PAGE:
People who are addicted to meth typically exhibit a number of characteristics that are quite visible, even to individuals who may not have a great deal of experience dealing with this type of thing. Sadly, continued meth abuse causes several lifelong issues. Even when a person stops using meth, they may still exhibit some of these issues years later. In some cases, the symptoms may remain with them for a lifetime.
Changes in the Brain
One of the hallmark characteristics of meth abuse involves both functional and cellular changes in the brain. In short, a person who is addicted to meth has a brain that is similar to an individual suffering from Alzheimer’s. This can cause issues involving impaired cognitive ability. There is also typically an inability to find joy in virtually any activity, with the exception of using ever-increasing amounts of meth. Extreme paranoia is also common.
Over time, the continued use of meth changes the physical structure of the brain. For the most part, the areas that are acutely impacted include those associated with memory and the ability to process emotions. As previously mentioned, this can also cause the individual in question to experience a significant decline in their cognitive ability. They may no longer be able to reason or remember simple things that they have known for the majority of their life. Continued use of meth also results in other symptoms related to changes in the brain such as repetitive motor activity and even hallucinations.
Individuals who are addicted to meth may also experience paranoid delusions. One of the most common delusions of this type involves the absolute belief that bugs are crawling underneath one’s skin.
Additional Physical Symptoms
Anyone who is suffering from an addiction to meth is likely to also experience additional physical issues apart from notable changes in the brain. These lifelong issues often include severe weight loss and tooth decay. They can impact a person for life because they can do a great deal of damage to the overall health of the individual, even if the meth addiction is brought under control. For example, excessive tooth decay makes it much easier for bacteria to get into the bloodstream, which then makes it possible for the infection to run rampant throughout the entire body.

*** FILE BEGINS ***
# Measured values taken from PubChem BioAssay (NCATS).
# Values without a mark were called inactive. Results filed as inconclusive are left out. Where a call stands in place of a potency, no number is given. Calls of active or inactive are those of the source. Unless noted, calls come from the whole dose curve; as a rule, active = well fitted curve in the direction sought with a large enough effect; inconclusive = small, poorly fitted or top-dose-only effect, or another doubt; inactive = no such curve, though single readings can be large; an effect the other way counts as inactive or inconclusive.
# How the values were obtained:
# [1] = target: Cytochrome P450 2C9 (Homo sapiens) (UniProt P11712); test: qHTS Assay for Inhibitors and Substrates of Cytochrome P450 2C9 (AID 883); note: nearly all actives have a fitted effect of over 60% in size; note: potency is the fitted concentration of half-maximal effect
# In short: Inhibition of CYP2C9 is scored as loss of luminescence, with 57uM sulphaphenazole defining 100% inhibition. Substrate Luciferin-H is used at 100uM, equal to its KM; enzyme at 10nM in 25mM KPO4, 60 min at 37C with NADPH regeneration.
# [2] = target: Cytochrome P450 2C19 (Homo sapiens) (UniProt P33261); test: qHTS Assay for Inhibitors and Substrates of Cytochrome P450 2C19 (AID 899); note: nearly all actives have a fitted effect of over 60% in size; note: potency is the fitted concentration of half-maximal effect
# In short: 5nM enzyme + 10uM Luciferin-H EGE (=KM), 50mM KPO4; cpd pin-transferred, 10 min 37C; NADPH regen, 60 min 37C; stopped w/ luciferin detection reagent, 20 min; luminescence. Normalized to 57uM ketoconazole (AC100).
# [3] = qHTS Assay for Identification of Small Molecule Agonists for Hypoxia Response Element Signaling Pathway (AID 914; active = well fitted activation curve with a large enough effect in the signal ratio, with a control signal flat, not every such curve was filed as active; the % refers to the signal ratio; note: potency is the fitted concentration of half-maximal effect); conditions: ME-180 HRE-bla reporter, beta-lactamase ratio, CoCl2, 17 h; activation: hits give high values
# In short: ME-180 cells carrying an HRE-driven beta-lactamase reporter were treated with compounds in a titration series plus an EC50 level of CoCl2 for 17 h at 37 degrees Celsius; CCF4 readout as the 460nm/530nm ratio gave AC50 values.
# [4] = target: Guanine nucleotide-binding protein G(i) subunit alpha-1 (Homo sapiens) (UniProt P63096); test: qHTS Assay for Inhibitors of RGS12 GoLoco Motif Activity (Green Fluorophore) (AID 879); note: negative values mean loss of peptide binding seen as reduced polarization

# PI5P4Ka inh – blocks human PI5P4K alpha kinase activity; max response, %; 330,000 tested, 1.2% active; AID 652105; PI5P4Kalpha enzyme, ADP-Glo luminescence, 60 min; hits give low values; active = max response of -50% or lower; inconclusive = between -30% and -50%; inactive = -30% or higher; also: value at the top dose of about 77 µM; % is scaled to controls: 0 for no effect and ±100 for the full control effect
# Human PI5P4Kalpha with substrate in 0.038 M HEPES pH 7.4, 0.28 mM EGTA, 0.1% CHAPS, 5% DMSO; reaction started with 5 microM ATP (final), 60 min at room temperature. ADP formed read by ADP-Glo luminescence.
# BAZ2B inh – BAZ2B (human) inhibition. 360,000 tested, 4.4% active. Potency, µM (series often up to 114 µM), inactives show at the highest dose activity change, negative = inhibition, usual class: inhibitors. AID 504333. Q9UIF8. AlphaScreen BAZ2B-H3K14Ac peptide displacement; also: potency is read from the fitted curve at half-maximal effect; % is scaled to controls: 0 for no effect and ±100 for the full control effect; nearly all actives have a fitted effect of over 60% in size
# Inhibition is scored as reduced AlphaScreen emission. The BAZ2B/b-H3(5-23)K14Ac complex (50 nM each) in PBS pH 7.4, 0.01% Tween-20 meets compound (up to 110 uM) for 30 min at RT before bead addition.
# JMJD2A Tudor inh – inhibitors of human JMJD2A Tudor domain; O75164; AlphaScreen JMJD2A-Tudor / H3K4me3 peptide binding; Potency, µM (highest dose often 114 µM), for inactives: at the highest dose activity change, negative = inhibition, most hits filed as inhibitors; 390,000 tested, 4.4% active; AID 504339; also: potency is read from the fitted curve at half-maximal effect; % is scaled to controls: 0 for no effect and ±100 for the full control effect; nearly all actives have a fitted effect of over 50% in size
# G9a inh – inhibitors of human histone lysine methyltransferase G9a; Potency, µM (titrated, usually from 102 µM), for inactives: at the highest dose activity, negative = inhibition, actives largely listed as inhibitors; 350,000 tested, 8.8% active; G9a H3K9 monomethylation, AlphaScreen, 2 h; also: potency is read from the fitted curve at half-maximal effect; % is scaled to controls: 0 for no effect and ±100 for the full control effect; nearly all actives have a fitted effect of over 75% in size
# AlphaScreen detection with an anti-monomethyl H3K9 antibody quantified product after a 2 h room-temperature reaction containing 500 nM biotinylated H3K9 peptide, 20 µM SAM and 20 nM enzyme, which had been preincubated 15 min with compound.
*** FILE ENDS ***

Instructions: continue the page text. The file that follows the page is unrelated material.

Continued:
By the same token, an individual who is struggling with an addiction to meth often has a body weight that is so low that it can become dangerous, even deadly. The body may not have enough energy to keep vital functions going. As such, individuals in a severe state may experience low body temperature, an erratic heartbeat and an inability to metabolize food normally. In a worst-case scenario, this can do irreparable damage to the body that may then cause ill health for the rest of that individual’s life.
Mental Health Issues
Some mental health issues may also plague an individual for the majority of their lifetime, even after quitting meth. A person who is addicted to meth is likely to experience severe mood swings. In some situations, their behavior can become violent. It isn’t at all uncommon for the individual who is a recovering meth addict to suffer from increased levels of anxiety and depression for the rest of their life. Often, they manage these challenges with prescription medication, exercise and therapy.
Tell-Tale Signs of Meth Abuse
There are a number of signs of meth abuse that are readily visible. Recognizing these signs may help to clue you in on the fact that someone is struggling with an addiction. While it is highly unlikely that you will be able to convince them to seek help unless they are ready to do so themselves, it can be helpful to recognize the following signs and symptoms.
- Rapid weight loss that is severe
- Poor hygiene, including dental hygiene
- Severe mood swings
- Violent outbursts
- Lesions on the skin
- Certain repetitive movements such as teeth grinding
Anyone who is suffering from an addiction to meth and is ready to get help may need someone else to initiate that help for them. If you’re in a similar situation, please don’t hesitate to contact a treatment facility. Meth addiction is often severe and all-consuming. The sooner the person suffering from this addiction gets help, the better their chances of avoiding lifelong complications. Call us at 855-334-6120